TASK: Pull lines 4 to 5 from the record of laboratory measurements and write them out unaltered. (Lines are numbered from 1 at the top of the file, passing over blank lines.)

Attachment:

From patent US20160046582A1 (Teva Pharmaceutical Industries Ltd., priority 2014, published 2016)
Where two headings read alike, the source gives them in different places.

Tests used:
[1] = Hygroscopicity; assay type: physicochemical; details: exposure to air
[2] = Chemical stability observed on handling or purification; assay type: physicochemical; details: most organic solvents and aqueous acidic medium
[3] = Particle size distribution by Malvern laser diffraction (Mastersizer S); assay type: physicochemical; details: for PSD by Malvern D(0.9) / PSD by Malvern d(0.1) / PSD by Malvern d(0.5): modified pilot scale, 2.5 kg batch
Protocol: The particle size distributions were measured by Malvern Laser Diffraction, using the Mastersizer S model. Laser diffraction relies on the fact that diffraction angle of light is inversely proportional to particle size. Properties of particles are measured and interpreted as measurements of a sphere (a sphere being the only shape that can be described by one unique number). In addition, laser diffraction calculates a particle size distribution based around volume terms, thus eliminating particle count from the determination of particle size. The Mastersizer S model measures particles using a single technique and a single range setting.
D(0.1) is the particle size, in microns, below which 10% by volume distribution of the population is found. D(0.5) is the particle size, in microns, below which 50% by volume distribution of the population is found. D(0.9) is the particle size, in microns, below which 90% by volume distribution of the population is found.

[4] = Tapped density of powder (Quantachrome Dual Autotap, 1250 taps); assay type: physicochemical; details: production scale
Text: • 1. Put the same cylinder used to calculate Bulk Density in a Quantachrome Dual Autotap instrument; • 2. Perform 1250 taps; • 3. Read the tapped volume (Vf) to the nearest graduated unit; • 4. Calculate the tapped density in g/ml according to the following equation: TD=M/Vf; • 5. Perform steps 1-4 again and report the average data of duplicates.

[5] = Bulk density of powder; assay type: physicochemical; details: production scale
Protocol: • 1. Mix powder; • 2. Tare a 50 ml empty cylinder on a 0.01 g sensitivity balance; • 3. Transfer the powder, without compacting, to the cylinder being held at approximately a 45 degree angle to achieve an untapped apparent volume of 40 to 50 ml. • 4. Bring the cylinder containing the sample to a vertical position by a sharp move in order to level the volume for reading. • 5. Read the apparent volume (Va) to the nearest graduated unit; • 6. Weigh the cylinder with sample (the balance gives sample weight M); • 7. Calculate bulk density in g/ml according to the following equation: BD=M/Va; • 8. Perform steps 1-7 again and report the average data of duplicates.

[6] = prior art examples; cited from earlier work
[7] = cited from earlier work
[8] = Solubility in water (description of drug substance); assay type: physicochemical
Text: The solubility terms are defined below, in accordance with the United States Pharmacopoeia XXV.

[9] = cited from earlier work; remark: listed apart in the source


[1] = Hygroscopicity; assay type: physicochemical; details: exposure to air
[2] = Chemical stability observed on handling or purification; assay type: physicochemical; details: most organic solvents and aqueous acidic medium